gms | German Medical Science

Physical activity and successful aging
10th International EGREPA Conference

European Group for Research into Elderly and Physical Activity

14.09. - 16.09.2006 in Köln

Linking research, program development, policy and practice. An example of this link: an innovative physical activity program for disabled wheelchair-bound nursing home residents

Meeting Abstract

  • corresponding author R. Brown - Beit Rivka Geriatric Rehabilitation Center, Israel
  • A. Burstin - Zinman College, Wingate Institute, Israel
  • E. Argov - Zinman College, Wingate Institute, Israel
  • A. Dunsky - Beit Rivka Geriatric Rehabilitation Center, Israel
  • S.N. Heyman - Hadassah Hospital, Mt. Scopus and Hebrew University Medical School Jerusalem, Israel
  • N.B. Alexander - University of Michigan and VA Ann Arbor Health Care System GRECC, USA
  • M. Ben - Association for the Planning and Development of Services for the Aged ESHEL, Israel
  • Y. Netz - Zinman College, Wingate Institute, Israel

Physical activity and successful aging. Xth International EGREPA Conference. Cologne, 14.-16.09.2006. Düsseldorf, Köln: German Medical Science; 2006. Doc06pasa082

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Veröffentlicht: 18. Dezember 2006

© 2006 Brown et al.
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Maintaining stance facilitates daily functioning in disabled older adults.


Demonstrate the feasibility of an innovative program of group physical activity using a standing-support device (SSD), targeted towards transfer- and stance-disabled older adult residents of a nursing home.
Assess the impact of this program in reducing physical impairment (primarily in muscle strength and joint range of motion) and improving overall functional performance.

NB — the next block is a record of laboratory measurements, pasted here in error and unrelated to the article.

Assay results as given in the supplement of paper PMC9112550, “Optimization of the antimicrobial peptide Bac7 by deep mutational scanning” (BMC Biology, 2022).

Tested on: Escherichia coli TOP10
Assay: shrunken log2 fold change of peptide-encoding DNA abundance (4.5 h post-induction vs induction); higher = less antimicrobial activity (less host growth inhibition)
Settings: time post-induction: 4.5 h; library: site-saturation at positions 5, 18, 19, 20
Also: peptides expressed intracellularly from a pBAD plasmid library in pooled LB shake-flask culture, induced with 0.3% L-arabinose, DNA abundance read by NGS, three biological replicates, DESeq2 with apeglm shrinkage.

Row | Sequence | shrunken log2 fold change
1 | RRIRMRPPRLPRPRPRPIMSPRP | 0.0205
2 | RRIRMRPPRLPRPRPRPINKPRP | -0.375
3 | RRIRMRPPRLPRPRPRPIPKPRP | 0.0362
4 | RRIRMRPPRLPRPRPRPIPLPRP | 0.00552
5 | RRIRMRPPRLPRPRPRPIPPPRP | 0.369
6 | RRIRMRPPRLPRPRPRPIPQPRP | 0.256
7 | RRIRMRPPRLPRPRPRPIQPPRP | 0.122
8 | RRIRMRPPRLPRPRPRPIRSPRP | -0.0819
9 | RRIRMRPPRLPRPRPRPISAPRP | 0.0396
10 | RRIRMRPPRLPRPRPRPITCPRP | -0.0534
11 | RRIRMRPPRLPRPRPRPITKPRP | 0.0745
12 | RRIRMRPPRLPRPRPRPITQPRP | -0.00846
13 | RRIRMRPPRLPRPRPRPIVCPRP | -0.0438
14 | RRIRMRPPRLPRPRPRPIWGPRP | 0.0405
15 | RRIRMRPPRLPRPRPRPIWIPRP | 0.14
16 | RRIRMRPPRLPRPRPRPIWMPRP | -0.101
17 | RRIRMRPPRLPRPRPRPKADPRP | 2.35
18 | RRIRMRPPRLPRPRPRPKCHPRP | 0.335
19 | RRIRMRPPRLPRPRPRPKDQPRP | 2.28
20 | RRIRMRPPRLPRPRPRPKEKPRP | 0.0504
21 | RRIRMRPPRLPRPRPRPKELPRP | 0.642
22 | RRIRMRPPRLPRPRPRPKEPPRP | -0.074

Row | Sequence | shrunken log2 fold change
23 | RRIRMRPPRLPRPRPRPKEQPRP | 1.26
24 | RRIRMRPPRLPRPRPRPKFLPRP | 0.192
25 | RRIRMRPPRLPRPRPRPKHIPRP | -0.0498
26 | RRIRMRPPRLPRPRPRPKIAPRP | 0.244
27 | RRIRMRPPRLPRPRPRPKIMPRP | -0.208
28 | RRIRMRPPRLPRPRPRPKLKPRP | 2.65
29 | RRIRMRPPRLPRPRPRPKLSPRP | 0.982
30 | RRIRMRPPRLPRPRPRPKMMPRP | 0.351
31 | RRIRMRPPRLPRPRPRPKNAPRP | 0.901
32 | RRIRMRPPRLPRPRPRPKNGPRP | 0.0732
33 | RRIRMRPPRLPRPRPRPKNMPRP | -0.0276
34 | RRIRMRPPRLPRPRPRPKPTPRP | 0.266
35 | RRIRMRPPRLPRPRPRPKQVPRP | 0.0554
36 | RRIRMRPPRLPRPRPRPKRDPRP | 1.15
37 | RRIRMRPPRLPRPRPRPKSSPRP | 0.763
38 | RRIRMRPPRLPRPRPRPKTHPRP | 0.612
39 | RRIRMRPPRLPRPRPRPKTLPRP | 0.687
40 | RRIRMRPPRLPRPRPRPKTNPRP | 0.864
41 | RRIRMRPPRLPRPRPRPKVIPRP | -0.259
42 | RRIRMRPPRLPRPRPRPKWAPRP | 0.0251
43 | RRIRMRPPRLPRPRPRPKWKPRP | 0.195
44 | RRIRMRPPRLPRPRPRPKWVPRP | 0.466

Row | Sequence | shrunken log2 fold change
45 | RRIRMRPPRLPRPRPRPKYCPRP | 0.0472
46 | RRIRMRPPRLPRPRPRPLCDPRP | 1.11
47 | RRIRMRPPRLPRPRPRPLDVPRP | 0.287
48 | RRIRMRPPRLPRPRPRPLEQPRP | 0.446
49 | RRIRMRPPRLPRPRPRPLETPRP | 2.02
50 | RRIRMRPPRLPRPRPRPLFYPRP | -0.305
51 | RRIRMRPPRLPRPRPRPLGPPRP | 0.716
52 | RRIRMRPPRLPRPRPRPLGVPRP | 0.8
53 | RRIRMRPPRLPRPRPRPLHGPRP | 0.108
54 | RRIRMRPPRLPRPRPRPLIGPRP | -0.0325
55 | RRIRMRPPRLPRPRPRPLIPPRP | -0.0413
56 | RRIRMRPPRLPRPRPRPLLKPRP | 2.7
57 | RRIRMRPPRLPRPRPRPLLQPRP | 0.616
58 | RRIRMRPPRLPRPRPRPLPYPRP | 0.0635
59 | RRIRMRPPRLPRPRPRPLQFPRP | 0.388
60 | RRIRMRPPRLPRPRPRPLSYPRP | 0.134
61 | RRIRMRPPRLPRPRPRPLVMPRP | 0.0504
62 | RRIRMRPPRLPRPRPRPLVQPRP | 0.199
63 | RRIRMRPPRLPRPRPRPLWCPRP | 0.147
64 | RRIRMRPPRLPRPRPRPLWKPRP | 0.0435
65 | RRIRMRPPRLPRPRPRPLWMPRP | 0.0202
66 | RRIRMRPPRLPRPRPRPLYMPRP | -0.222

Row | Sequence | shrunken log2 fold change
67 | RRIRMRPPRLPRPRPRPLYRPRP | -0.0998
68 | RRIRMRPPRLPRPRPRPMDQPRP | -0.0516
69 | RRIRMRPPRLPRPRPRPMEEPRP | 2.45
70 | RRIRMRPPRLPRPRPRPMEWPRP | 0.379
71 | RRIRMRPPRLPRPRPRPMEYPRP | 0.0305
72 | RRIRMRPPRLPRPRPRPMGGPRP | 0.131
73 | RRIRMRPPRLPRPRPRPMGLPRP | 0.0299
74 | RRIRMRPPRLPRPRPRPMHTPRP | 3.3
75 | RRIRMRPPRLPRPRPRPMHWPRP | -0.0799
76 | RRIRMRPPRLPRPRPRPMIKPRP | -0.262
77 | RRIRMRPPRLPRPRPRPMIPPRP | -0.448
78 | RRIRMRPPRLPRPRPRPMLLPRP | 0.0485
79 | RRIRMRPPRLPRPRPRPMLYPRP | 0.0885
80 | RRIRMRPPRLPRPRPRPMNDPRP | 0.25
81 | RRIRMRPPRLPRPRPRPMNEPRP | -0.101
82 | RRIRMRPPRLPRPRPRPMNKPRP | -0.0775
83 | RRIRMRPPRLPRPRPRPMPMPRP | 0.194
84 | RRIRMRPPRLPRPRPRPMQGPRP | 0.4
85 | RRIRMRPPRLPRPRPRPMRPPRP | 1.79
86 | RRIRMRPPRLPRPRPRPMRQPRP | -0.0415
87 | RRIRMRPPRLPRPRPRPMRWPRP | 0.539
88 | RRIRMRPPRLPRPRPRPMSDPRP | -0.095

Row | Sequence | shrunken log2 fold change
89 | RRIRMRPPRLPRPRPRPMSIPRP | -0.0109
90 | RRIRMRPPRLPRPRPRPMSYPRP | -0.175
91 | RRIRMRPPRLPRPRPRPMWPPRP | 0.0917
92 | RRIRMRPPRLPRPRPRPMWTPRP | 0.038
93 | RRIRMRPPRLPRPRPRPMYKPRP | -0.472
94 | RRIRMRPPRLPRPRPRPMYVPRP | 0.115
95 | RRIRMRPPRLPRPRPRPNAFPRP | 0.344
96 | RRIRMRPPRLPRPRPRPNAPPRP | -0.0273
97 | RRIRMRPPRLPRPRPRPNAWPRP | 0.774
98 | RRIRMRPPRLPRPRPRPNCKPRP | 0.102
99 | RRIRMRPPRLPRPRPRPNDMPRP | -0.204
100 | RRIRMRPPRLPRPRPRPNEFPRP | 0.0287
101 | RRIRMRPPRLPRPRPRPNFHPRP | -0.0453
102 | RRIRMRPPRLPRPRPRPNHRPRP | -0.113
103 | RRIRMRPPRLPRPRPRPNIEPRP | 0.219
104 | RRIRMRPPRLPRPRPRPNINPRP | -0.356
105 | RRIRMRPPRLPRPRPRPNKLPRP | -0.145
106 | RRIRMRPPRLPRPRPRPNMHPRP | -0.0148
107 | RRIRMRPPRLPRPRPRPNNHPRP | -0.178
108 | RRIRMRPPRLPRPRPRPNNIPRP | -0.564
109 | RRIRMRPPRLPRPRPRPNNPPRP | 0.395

Eight-week observational period, followed by twelve-week intervention of group physical activity performed while standing in a SSD. Participants were thirteen long term care residents, mean±SD age 82±11, range 57-102, unable to transfer or stand independently. Measurements included muscle strength, joint range of motion, forward and lateral reach, time to stand independently, distance walked with a walker, and the FIM (Functional Independence Measure).


Compared to the observational period, significant post-intervention musculoskeletal improvements were noted particularly in lower extremity strength. Post-intervention improvements in the FIM were noted as well, particularly in sphincter control, locomotion, mobility, motor score, and total score. Over 60% of those previously requiring assistance in standing became able to stand unassisted for an average of one minute and walk an average of 14 meters with a walker.


A pilot program of physical activity using an SSD is feasible in selected stance-disabled older adult long term nursing home residents. Participants showed evidence of muscle strength and functional improvement. Future studies should consider a randomized controlled trial of the SSD device with careful targeting of residents and with a concurrent examination of health care costs, functional improvement, and staff burden.